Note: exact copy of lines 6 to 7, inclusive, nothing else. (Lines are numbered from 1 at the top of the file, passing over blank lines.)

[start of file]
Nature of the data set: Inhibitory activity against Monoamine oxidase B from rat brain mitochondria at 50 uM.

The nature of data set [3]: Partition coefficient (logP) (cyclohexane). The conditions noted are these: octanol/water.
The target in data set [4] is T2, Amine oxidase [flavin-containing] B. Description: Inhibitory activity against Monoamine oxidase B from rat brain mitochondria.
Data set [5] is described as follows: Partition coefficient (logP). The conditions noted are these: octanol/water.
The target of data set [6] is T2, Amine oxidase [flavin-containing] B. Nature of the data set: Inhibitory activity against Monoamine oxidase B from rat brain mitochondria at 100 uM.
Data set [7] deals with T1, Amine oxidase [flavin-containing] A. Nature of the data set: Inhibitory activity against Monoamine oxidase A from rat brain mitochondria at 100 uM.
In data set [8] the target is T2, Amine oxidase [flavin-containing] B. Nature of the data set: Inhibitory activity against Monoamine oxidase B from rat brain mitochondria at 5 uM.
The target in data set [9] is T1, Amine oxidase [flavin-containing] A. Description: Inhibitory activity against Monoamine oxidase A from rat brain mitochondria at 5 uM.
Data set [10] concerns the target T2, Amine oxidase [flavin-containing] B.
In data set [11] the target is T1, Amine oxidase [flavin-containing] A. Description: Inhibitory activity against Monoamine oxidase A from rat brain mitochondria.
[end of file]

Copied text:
Data set [7] deals with T1, Amine oxidase [flavin-containing] A. Nature of the data set: Inhibitory activity against Monoamine oxidase A from rat brain mitochondria at 100 uM.
In data set [8] the target is T2, Amine oxidase [flavin-containing] B. Nature of the data set: Inhibitory activity against Monoamine oxidase B from rat brain mitochondria at 5 uM.